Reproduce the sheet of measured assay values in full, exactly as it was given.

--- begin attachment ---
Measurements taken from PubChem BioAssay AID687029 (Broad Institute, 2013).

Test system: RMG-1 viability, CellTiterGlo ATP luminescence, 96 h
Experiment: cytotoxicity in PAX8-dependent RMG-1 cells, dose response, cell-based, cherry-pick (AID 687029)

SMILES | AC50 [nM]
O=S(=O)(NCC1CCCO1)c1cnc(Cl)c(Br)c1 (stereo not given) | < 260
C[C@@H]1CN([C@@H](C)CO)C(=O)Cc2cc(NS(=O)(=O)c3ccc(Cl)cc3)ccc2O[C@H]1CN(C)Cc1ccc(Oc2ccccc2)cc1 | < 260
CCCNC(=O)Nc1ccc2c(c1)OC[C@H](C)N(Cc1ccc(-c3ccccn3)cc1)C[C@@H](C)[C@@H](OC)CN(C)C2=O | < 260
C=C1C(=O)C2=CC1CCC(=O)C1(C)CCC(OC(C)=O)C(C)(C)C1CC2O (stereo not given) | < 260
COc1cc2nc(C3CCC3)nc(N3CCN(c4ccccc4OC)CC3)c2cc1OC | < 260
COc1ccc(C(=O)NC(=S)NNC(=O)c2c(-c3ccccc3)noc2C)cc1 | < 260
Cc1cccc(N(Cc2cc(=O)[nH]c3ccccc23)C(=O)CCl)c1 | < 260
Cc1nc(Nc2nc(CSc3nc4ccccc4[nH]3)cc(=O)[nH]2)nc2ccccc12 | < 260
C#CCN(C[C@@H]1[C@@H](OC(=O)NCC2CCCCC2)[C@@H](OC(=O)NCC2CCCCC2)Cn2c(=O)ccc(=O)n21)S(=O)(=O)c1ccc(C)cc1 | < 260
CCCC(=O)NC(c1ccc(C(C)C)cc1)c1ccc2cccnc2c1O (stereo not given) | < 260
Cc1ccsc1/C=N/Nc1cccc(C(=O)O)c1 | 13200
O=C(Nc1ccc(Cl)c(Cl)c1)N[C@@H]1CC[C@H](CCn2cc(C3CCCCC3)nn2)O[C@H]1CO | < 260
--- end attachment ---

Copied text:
Measurements taken from PubChem BioAssay AID687029 (Broad Institute, 2013).

Test system: RMG-1 viability, CellTiterGlo ATP luminescence, 96 h
Experiment: cytotoxicity in PAX8-dependent RMG-1 cells, dose response, cell-based, cherry-pick (AID 687029)

SMILES | AC50 [nM]
O=S(=O)(NCC1CCCO1)c1cnc(Cl)c(Br)c1 (stereo not given) | < 260
C[C@@H]1CN([C@@H](C)CO)C(=O)Cc2cc(NS(=O)(=O)c3ccc(Cl)cc3)ccc2O[C@H]1CN(C)Cc1ccc(Oc2ccccc2)cc1 | < 260
CCCNC(=O)Nc1ccc2c(c1)OC[C@H](C)N(Cc1ccc(-c3ccccn3)cc1)C[C@@H](C)[C@@H](OC)CN(C)C2=O | < 260
C=C1C(=O)C2=CC1CCC(=O)C1(C)CCC(OC(C)=O)C(C)(C)C1CC2O (stereo not given) | < 260
COc1cc2nc(C3CCC3)nc(N3CCN(c4ccccc4OC)CC3)c2cc1OC | < 260
COc1ccc(C(=O)NC(=S)NNC(=O)c2c(-c3ccccc3)noc2C)cc1 | < 260
Cc1cccc(N(Cc2cc(=O)[nH]c3ccccc23)C(=O)CCl)c1 | < 260
Cc1nc(Nc2nc(CSc3nc4ccccc4[nH]3)cc(=O)[nH]2)nc2ccccc12 | < 260
C#CCN(C[C@@H]1[C@@H](OC(=O)NCC2CCCCC2)[C@@H](OC(=O)NCC2CCCCC2)Cn2c(=O)ccc(=O)n21)S(=O)(=O)c1ccc(C)cc1 | < 260
CCCC(=O)NC(c1ccc(C(C)C)cc1)c1ccc2cccnc2c1O (stereo not given) | < 260
Cc1ccsc1/C=N/Nc1cccc(C(=O)O)c1 | 13200
O=C(Nc1ccc(Cl)c(Cl)c1)N[C@@H]1CC[C@H](CCn2cc(C3CCCCC3)nn2)O[C@H]1CO | < 260